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  1. absolutely valid argument. I am not saying Revolut has no right to discharge its AML responsibility, more that what protections customers have if Revolut fails on unlocking AML-related account locks adequately? (given the history of its AML breach, i can understand they want to be cautious on AML). They have been brought to court on such issue and lost, though they basically claimed admin errors on the delay. I can say my ( and my partner's) experience on poor de-risking procedure was just like what the guy had described in the below story. https://oacktree.com/revolut-faces-lawsuit-in-romania-over-blocked-account/
  2. I was locked out until i discovered that the debit card was still functional (but not for bank transfers). So i have essentially used up my balance by topping up some other services. 50k clips are large sums for sure, and large sums have been a point many raised as a justification for Revolut. But note they advertise as a cheap FX conversion provider, so it is not unreasonable for those with larger FX exchange needs to utilise this and be subsequently locked up in this. You won't bother for changing 2000 GBP to EUR just to save 10 pounds.. from a customer protection point of view, my questions are: 1) Why is Revolut's AML a lot more different from banks in the UK? They project an image of being a smart current account. If you transfer large sums between high street bank accounts, most banks dont have AML policies this sensitive. You don't hear a high street bank receiving 3000 resolver complaints in 2019 just in the UK, mostly about blocked accounts but also on poor customer services? and most of these banks have a musher bigger customer base. Why the sensitivity? look at other similar FX providers, say Transferwise, they dont have a similar level of problem at all (have done similar amounts with them in one clip to be honest). 2) if Revolut does a lower level AML at account opening (for the ease of scaling), and subsequently use a transaction-size based trigger for a more invasive DD, they need to be transparent about it. I have seen such DD done at PayPal, but even so, such DDs are usually ID based rather than transaction or source of funds specific. If the initial DD was not suitable for larger sum, why advertising unlimited FX? 3) they are not a deposit taking institution but more a payment service provider, so effectively holding client money under the CASS regulation 7 of the FCA rule book, which is heavily restricted. There are strict rules on paying your customers promptly. Restricting client access to client money can be done on compliance grounds (most financial service providers have this in their T&C), but if long delays are also due to poor procedure and lack of customer service, are they justifiable? I was more hoping to raise the point to see if anyone's come across the regulatory framework on such matter. maybe it is just me but for Revolut to hide behind "AML policy" and restrict access to funds, is no different to Waitrose stopping you at their door demanding a bag search and proof of ownership for every item in your bag...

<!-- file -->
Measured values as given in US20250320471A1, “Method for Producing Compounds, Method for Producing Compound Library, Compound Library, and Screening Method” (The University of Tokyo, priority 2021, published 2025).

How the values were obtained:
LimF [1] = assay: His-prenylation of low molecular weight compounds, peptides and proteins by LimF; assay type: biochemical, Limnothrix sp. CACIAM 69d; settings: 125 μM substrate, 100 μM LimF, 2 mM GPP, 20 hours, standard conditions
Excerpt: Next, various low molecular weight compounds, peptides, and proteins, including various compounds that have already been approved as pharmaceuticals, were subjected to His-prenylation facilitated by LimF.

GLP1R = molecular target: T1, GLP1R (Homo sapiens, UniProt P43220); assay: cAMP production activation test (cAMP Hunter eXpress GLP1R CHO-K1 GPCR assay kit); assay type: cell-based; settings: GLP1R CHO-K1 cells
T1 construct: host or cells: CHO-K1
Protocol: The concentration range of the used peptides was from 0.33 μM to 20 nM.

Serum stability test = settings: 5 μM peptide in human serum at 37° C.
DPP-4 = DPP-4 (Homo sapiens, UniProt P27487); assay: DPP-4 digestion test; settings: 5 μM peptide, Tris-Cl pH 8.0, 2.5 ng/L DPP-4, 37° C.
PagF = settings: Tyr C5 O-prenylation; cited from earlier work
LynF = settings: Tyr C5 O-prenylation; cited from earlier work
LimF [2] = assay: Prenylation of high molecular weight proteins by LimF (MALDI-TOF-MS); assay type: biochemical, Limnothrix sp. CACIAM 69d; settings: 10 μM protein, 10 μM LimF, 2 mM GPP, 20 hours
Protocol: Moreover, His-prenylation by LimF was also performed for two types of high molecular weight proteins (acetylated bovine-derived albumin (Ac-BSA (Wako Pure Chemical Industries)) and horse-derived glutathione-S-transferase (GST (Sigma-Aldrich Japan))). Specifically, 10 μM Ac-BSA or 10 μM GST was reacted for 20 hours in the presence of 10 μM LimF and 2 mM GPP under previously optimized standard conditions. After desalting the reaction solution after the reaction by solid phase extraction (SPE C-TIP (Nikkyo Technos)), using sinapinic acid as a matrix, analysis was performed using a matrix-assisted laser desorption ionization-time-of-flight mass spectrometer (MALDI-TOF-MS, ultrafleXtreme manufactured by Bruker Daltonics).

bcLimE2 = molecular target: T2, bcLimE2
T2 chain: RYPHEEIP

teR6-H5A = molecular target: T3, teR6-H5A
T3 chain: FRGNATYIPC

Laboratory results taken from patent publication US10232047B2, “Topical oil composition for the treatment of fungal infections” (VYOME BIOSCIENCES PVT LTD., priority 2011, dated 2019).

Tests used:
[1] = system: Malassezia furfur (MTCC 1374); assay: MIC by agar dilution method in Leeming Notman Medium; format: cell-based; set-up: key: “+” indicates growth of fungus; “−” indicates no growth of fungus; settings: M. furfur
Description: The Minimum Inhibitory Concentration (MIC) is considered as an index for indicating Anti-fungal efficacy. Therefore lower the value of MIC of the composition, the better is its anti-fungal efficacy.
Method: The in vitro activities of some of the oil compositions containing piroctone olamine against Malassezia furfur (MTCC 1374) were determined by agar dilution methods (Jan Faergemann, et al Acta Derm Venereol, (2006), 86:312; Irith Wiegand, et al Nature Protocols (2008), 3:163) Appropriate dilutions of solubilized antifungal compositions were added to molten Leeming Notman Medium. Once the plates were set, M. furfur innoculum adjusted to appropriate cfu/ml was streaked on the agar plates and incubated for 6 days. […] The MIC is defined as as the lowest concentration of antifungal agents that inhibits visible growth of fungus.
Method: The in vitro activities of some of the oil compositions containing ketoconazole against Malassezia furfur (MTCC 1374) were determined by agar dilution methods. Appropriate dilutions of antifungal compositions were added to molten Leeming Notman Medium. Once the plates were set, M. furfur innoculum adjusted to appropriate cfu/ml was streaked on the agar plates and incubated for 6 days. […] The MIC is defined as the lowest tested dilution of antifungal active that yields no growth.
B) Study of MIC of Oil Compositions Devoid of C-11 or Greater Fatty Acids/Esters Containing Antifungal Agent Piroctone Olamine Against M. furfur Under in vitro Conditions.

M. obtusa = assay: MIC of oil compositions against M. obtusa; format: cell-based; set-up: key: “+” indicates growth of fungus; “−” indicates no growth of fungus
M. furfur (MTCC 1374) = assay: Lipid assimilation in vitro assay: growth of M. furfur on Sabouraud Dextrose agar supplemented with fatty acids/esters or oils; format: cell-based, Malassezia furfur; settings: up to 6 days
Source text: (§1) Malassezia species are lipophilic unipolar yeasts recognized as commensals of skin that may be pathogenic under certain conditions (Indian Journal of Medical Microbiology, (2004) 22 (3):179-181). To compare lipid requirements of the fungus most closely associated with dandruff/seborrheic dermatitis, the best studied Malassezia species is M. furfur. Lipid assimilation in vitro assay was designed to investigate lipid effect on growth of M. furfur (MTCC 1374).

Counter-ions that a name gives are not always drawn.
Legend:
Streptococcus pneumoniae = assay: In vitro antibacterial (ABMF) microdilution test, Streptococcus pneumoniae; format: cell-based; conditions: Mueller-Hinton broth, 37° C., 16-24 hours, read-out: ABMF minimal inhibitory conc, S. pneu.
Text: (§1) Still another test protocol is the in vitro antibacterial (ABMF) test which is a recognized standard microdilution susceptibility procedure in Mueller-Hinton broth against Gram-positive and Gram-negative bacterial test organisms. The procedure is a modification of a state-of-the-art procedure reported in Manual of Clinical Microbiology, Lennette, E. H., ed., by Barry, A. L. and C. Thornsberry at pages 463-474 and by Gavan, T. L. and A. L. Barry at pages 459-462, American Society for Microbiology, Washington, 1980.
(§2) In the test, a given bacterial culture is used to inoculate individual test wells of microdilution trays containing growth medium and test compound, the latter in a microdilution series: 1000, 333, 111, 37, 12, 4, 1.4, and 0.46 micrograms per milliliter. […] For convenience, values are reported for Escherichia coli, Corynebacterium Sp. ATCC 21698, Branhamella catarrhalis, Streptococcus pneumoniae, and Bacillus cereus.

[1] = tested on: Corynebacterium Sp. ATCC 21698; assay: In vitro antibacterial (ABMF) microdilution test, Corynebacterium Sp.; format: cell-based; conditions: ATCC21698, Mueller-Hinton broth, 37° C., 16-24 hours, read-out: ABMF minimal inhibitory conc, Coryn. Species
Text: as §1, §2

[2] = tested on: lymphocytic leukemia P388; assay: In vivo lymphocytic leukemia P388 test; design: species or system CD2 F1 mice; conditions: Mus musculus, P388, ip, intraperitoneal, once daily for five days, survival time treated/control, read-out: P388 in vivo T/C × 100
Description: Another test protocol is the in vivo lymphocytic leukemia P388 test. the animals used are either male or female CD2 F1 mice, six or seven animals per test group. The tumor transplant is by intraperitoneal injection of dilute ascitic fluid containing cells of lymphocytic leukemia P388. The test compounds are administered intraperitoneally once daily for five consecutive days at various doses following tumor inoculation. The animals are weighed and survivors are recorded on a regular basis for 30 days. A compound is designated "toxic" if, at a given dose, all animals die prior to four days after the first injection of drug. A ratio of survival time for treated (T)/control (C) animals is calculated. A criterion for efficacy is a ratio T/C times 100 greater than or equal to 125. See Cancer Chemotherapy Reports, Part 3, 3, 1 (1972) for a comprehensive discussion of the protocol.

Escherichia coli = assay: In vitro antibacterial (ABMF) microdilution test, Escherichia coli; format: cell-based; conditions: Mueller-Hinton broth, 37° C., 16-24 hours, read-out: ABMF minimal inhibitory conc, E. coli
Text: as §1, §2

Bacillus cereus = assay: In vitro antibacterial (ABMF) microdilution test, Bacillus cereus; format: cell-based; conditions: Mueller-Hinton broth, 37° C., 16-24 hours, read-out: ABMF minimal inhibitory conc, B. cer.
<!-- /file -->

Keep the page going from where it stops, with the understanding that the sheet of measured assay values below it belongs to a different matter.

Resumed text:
3. Hi there, I have seen a similar case posted here before so want to try my luck - anyone have a view on how to deal with such "bank bully?" 1. my problem is with Revolut having an overly sensitive AML (possibly algorithm) resulting in thousands of accounts suspensions, following which they typically have a poor customer service and invasive unlocking policies on resolve the issue. Revolut has no customer hotlines to call, and access to funds, sometimes large sum, can be locked behind slow chat room agents for ages. 2. in my case, i was attracted by Revolut's paid service of unlimited FX transactions (at fairly good rates, and instant access, 8GBP per month?), and decided to transfer large sums of EUR (three clips of 50k EUR each) from my own account to revolut, take advantage of the cheap FX exchange (which i have paid for) and transfer out. Both the transfer-in and transfer-outs are from accounts in the UK, under my own name. 3. Revolut flagged a request for verifying source of funding on 10th Dec 2020 after my second transfer, for which i immediately provided my Barclays bank account EU bank account statement. they did not respond at all for near 30 days while the account remained operational despite the review. 4. On 4th Jan 2021, i transferred in my third clip of 50k EUR, the transfer in and conversion to GBP encountered no issue, but the transfer out (to my own account elsewhere) was blocked 5. contacting revolut has been very frustrating - there is nowhere to call, and the chat room is the only way to contact any one. The agents take forever to reply, and it took me 4 hours to get to speak to someone who basically said - it is unusual to take this long. But we need your pay slips and tax return records. i work in institutional financial sector, know a bit about the concept of AML. I wonder if Revolut had grounds to conduct invasive reviews like this? note these are funds from my own-named accounts... While banks can hide behind their T&C and simply say it is their policy, surely as a regulated financial services provider there have to be rules governing such reviews and restricted access to client money? there are now thousands cases of complaints like this. in my view, if revolut want to be invasive on DD on picking their client, they have the right to be - but at the account opening stage. if they accept the account opening applications, and enable the service, they cannot then make the service overly sensitive to large sums? Especially if the services i paid for are advertised as "unlimited FX conversion". My guess is that Revolut was done for compliance reaches, and had instead gone overboard with AML detection without adequate unlocking policies. all they have are a stretched ream of agents with a poorly written unlocking procedure. if customers have any issues with this process (i suppose most do?), they simply just not respond...